A Soprano on Lexapro Helps Educate the Public About Mental Illness
Some years ago, I was making videos for an organization with a huge campaign about end-of-life care (palliation, hospice, Living Wills, etc.) They made a large contribution to the field by getting a Los Angeles film professional to serve as liaison with the television and motion picture industry. This man made certain that producers knew to come to him to get correct information about end-of-life care.
When AJ Soprano revealed his battle with depression on television, I wasn’t there to watch, but I applaud the notion that we’re no longer afraid to show mental illness on TV, and that – occasionally – whether through advisory groups or other media, we can get it “right.”
If Soprano takes his Lexapro, and Joe and Jane Doe take their Prozac or other anti-depressants, we may have a chance to both educate the public and help palliate depression.
On a related note, those who were watching HOUSE on Fox Network last night would have noticed that they seemed to have been working in tandem with The Sopranos on HBO, because the entire investigation into the cause of a patient’s mysterious bleeding ended up with a shocking discovery:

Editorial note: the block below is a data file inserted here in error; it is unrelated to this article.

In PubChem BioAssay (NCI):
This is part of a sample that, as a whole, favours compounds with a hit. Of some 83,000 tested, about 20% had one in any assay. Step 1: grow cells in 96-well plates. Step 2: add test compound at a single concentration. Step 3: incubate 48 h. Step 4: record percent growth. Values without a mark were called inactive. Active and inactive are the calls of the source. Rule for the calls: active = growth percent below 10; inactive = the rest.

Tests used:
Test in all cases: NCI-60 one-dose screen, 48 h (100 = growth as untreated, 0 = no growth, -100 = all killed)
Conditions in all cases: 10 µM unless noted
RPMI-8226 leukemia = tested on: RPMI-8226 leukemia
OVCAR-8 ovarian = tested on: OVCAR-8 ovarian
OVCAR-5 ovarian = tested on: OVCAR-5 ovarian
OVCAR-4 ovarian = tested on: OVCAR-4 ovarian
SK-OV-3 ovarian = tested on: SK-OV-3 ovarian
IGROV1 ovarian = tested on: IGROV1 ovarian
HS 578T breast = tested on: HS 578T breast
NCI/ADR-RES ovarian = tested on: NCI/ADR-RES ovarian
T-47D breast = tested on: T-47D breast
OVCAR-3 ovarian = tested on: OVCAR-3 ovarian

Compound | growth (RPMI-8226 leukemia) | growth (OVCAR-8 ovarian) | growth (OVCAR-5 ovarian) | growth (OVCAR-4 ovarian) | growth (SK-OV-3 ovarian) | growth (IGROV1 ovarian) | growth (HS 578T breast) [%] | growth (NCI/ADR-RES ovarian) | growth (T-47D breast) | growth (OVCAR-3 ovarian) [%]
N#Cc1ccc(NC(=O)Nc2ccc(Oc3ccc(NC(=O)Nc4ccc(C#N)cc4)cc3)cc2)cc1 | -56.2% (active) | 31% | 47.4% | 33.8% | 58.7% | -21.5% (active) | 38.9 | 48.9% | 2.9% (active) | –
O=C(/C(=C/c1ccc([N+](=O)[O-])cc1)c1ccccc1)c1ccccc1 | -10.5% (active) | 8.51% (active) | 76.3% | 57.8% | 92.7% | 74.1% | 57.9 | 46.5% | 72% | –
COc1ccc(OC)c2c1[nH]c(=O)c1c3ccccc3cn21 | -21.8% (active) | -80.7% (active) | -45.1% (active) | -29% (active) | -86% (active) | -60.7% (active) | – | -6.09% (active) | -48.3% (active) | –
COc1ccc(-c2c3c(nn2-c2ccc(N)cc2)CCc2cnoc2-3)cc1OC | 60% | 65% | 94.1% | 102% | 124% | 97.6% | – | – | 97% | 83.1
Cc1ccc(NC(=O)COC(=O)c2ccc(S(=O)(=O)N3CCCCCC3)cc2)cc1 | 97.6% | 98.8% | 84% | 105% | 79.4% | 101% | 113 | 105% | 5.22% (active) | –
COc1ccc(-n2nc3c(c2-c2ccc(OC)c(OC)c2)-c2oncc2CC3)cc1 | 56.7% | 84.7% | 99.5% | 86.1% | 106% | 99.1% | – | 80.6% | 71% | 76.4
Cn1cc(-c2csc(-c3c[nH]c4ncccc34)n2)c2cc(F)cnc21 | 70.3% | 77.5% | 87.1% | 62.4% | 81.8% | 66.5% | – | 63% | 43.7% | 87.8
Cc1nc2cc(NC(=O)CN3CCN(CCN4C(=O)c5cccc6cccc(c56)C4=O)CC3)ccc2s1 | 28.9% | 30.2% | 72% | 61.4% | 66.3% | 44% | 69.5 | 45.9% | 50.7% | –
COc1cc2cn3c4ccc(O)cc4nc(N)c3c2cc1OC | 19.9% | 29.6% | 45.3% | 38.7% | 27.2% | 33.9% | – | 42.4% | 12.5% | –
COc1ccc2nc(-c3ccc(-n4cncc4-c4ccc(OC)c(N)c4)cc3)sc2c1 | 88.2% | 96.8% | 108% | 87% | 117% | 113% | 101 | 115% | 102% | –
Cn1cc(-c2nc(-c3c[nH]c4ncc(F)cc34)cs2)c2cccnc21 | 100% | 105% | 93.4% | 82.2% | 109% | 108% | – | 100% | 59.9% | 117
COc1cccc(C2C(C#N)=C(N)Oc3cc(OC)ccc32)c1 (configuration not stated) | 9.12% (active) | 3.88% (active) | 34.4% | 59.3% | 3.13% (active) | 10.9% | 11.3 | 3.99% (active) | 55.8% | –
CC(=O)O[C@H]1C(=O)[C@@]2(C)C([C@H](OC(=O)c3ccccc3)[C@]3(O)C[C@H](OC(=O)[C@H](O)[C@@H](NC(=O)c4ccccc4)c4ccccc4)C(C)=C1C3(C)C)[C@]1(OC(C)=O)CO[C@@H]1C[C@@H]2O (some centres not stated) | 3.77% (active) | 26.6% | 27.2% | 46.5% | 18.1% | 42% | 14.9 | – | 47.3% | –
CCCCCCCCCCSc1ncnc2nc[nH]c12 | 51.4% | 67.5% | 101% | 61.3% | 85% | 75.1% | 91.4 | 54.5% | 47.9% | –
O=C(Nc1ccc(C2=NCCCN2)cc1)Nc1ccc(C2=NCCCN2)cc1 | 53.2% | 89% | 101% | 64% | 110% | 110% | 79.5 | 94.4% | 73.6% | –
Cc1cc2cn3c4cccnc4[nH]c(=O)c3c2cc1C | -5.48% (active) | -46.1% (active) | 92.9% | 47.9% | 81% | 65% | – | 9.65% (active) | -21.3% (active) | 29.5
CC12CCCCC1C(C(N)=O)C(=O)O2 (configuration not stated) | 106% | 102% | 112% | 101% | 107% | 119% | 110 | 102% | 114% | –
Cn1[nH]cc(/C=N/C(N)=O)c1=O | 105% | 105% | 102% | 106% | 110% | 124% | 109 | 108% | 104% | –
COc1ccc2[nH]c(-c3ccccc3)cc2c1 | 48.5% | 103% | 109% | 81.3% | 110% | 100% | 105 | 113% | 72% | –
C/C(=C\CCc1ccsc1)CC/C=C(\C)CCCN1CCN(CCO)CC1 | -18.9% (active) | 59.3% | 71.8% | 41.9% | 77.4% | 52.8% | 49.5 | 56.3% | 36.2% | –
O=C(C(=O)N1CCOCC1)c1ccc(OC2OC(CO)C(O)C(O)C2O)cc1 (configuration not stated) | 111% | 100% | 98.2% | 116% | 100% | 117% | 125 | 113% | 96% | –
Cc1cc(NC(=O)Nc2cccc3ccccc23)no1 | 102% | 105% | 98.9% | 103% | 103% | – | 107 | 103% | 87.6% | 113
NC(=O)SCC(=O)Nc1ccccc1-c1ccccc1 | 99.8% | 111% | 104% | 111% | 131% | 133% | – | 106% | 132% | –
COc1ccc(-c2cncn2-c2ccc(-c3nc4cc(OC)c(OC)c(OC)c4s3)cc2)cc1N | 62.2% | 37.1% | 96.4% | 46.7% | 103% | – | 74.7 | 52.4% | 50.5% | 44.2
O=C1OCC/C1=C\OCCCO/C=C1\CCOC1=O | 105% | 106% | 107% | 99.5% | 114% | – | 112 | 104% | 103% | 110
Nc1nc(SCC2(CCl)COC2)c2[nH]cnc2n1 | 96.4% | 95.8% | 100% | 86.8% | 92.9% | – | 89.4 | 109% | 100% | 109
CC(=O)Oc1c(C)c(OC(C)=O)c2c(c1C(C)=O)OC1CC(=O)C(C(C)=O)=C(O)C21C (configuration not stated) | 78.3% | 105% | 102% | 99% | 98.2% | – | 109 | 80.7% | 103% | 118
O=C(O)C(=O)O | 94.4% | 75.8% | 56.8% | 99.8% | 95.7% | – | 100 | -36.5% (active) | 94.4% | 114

The patient was not dying because of a protein deficiency, nor because of cancer and/or infection. She had swallowed some poison and it had caused her entire body to rebel upon herself in an insidious manner that took a long time to kill her. House confronted her with her suicide attempt and got her to accept going into psychotherapy and taking medications. He also had an operation performed that reversed her long descent into death.
What’s striking about this episode is that it presented depression as something reversible, didn’t make fun or scoff at it, and showed suicide as an “out” that people who were deeply depressed might choose if they didn’t get help.
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Published On: May 09, 2007